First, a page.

Overwintering in the UK

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gillinger
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Overwintering in the UK

Post by gillinger »

I've just become the owner of a greenhouse that was surplus to someone else's requirements and my intention is to overwinter my cacti in it. I'm in the north of England. I know there are certain species that prefer not to get too cold, Melocactus, for instance, so they'll be going into the spare bedroom, with a south facing window and heat of around 60F, in general.

On checking care instructions it tends to be the case that most cactus prefer not to get colder than say 50F and this includes quite a few species.
I don't have a large collection at the moment (the new greenhouse will allow me to expand) and I have them all outside in a frame that I put together. My intention is to move the frame into the new greenhouse and add other countermeasures against the cold.

So my question is, which species definitely DO NOT like to be cold, as against those that just prefer it but will cope quite well down to a few degrees above freezing. My plants include Echinopsis, Echinocereus, Thelocactus, Stenocactus, Neoporteria, and a bunch of Mamms and Gymnos.

Any feedback would be appreciated. I've attached a photo of the frame for reference. Thanks.
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Aiko
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Re: Overwintering in the UK

Post by Aiko »

But maybe a few species, basically all cacti are happy with anything just above freezing for the long term and occasionally a bit of freezing every now and then at night. The main exceptions are Melocactus (although I believe they don't really need to be very warm too), Discocatus, Uebelmannia's and some other Brazilian species.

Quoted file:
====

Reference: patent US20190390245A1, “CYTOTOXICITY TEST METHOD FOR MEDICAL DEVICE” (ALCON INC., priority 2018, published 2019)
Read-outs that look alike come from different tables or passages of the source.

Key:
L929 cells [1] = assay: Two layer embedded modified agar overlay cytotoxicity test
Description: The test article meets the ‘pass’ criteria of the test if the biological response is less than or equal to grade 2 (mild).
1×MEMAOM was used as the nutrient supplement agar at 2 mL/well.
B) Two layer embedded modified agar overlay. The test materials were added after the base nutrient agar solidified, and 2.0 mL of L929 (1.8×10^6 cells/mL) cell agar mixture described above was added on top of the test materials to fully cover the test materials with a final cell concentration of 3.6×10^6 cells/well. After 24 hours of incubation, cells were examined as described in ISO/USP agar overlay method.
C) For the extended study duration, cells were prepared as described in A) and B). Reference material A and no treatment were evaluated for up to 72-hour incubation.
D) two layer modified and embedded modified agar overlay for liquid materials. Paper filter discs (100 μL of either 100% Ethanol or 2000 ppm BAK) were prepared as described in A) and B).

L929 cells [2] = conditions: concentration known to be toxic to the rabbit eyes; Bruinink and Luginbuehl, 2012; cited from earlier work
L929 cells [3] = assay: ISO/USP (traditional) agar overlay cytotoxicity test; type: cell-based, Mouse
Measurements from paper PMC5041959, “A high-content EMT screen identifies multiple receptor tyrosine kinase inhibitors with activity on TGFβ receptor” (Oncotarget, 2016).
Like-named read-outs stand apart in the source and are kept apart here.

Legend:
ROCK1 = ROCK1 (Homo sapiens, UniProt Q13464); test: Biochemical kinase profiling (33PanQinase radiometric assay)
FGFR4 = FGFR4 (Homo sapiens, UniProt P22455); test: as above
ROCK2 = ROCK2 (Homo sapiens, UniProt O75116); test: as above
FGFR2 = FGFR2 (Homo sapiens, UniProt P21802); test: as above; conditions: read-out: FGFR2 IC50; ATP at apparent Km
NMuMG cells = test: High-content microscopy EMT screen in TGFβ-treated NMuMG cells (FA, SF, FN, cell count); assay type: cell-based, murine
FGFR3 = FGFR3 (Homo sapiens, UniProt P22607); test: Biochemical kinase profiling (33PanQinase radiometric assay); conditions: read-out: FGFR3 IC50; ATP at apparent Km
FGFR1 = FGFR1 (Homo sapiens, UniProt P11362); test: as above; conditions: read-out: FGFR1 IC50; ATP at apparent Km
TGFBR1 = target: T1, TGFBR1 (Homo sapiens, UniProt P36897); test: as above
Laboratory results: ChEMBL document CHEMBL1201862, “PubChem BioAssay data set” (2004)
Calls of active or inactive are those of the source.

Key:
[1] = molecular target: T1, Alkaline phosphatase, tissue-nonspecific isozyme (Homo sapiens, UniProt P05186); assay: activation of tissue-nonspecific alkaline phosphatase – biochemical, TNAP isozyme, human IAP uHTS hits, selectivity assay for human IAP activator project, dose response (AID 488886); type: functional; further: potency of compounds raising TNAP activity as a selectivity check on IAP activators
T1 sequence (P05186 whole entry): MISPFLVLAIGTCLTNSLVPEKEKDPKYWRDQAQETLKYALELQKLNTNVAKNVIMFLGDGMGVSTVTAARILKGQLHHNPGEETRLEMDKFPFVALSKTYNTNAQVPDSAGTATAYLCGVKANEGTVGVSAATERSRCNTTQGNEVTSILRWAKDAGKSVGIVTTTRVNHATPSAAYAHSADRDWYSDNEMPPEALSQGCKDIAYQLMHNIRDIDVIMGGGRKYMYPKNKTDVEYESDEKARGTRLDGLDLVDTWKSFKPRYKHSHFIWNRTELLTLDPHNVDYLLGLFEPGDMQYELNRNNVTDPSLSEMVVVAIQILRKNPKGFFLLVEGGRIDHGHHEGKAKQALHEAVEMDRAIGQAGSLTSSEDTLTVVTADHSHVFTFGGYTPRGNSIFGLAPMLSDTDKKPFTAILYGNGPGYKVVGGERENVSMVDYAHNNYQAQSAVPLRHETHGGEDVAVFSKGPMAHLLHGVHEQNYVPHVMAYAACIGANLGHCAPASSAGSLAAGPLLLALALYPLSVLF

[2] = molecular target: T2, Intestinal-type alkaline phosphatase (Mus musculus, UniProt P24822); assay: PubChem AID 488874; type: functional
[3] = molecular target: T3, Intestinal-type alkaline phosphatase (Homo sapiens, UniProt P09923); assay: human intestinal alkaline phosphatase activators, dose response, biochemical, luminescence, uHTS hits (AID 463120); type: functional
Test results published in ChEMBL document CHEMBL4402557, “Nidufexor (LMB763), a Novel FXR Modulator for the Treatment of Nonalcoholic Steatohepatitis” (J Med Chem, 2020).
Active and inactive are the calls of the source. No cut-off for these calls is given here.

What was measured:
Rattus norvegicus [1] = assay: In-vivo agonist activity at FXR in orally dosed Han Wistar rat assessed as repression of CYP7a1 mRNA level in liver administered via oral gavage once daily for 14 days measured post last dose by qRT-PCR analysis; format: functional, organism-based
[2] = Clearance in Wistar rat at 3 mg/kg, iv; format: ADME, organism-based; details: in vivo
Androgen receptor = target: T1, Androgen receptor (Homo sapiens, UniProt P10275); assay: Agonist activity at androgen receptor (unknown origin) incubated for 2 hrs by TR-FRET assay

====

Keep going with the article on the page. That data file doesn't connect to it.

On the whole most cacti really don't mind temperatures up to -5C and many can also take an occasionally -10C if they are really dry and dehydrated. All my plants in a 30 square meters have to cope with a bit of frost in late autumn and early spring. I bring most inside in early winter, but they have to manage whatever comes by regarding temperatures at night before that time. But my plants are grown hard, and don't get any water after about now. So by the time it starts to really get cold, they have been dry for two to three months already. As the autumn provides a lot of sunlight still, and the greenhouse temperature can still get high, they have shrinked a lot in size. This is helpful for frost survival.

African succulents are much more tender than many cacti. So keep a good eye on the night temperatures for those succulents if you have them and better keep those at 0C the lowest. But on the whole, most cacti are very robust!

For safety of your plants and for your own reassurances and practicality, I recommend to keep them out until the nights start to become structurally cold and night frosts will become frequent (late November for me, usually). Then bring them in. Take them out as soon as the night frosts are frequently above freezing again (somewhere between midth and late March, at least for me).
DaveW
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Re: Overwintering in the UK

Post by DaveW »

You have to remember the smaller the greenhouse structure the quicker it heats up in the sun and the quicker it cools down at night. The greater internal volume the structure has the slower will be the temperature changes. Yours is small so if unheated I would think it would not remain more that a few degrees above outside temperature at night.

I can get many cacti through the winter in my unheated greenhouse if I cover them with newspaper on frosty nights. However if it is sunny during the day a lot of that heat is carried through the night in larger greenhouses. Many cacti will stand below 50F overnight and some greenhouses go down to 40F. The advantage of course is a smaller structure like yours needs less artificial heating and costs less to run.